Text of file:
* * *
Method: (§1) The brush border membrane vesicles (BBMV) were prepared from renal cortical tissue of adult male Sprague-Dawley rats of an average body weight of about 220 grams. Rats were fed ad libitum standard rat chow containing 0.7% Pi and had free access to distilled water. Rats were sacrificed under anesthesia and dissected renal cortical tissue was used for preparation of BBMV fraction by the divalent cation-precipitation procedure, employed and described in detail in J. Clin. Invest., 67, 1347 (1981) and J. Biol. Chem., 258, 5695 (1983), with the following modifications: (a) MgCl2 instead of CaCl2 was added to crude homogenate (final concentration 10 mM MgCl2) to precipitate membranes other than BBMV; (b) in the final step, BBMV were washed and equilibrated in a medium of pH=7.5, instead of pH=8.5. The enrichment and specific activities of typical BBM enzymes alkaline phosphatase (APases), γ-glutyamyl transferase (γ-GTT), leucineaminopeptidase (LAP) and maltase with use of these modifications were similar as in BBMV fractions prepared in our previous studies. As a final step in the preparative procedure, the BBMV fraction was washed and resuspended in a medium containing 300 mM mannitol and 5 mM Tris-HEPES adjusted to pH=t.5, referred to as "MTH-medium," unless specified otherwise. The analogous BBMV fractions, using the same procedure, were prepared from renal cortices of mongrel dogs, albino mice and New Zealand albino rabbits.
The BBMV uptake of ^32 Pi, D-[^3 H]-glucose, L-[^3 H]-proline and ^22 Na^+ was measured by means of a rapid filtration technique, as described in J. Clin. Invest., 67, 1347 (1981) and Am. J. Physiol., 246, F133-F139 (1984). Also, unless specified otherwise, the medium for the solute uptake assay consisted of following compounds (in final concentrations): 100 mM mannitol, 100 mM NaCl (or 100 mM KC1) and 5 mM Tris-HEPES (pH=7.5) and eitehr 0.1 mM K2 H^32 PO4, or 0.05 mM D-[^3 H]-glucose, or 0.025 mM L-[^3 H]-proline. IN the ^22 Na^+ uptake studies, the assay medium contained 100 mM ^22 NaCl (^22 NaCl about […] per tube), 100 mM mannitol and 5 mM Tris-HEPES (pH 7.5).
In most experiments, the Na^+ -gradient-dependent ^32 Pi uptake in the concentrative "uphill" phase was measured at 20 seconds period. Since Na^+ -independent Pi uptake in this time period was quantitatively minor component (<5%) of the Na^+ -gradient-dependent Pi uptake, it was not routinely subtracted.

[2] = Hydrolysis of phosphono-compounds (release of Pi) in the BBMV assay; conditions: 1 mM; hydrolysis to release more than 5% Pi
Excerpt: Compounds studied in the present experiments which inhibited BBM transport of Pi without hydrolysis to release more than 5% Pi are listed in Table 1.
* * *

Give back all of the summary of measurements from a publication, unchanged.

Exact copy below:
Method: (§1) The brush border membrane vesicles (BBMV) were prepared from renal cortical tissue of adult male Sprague-Dawley rats of an average body weight of about 220 grams. Rats were fed ad libitum standard rat chow containing 0.7% Pi and had free access to distilled water. Rats were sacrificed under anesthesia and dissected renal cortical tissue was used for preparation of BBMV fraction by the divalent cation-precipitation procedure, employed and described in detail in J. Clin. Invest., 67, 1347 (1981) and J. Biol. Chem., 258, 5695 (1983), with the following modifications: (a) MgCl2 instead of CaCl2 was added to crude homogenate (final concentration 10 mM MgCl2) to precipitate membranes other than BBMV; (b) in the final step, BBMV were washed and equilibrated in a medium of pH=7.5, instead of pH=8.5. The enrichment and specific activities of typical BBM enzymes alkaline phosphatase (APases), γ-glutyamyl transferase (γ-GTT), leucineaminopeptidase (LAP) and maltase with use of these modifications were similar as in BBMV fractions prepared in our previous studies. As a final step in the preparative procedure, the BBMV fraction was washed and resuspended in a medium containing 300 mM mannitol and 5 mM Tris-HEPES adjusted to pH=t.5, referred to as "MTH-medium," unless specified otherwise. The analogous BBMV fractions, using the same procedure, were prepared from renal cortices of mongrel dogs, albino mice and New Zealand albino rabbits.
The BBMV uptake of ^32 Pi, D-[^3 H]-glucose, L-[^3 H]-proline and ^22 Na^+ was measured by means of a rapid filtration technique, as described in J. Clin. Invest., 67, 1347 (1981) and Am. J. Physiol., 246, F133-F139 (1984). Also, unless specified otherwise, the medium for the solute uptake assay consisted of following compounds (in final concentrations): 100 mM mannitol, 100 mM NaCl (or 100 mM KC1) and 5 mM Tris-HEPES (pH=7.5) and eitehr 0.1 mM K2 H^32 PO4, or 0.05 mM D-[^3 H]-glucose, or 0.025 mM L-[^3 H]-proline. IN the ^22 Na^+ uptake studies, the assay medium contained 100 mM ^22 NaCl (^22 NaCl about […] per tube), 100 mM mannitol and 5 mM Tris-HEPES (pH 7.5).
In most experiments, the Na^+ -gradient-dependent ^32 Pi uptake in the concentrative "uphill" phase was measured at 20 seconds period. Since Na^+ -independent Pi uptake in this time period was quantitatively minor component (<5%) of the Na^+ -gradient-dependent Pi uptake, it was not routinely subtracted.

[2] = Hydrolysis of phosphono-compounds (release of Pi) in the BBMV assay; conditions: 1 mM; hydrolysis to release more than 5% Pi
Excerpt: Compounds studied in the present experiments which inhibited BBM transport of Pi without hydrolysis to release more than 5% Pi are listed in Table 1.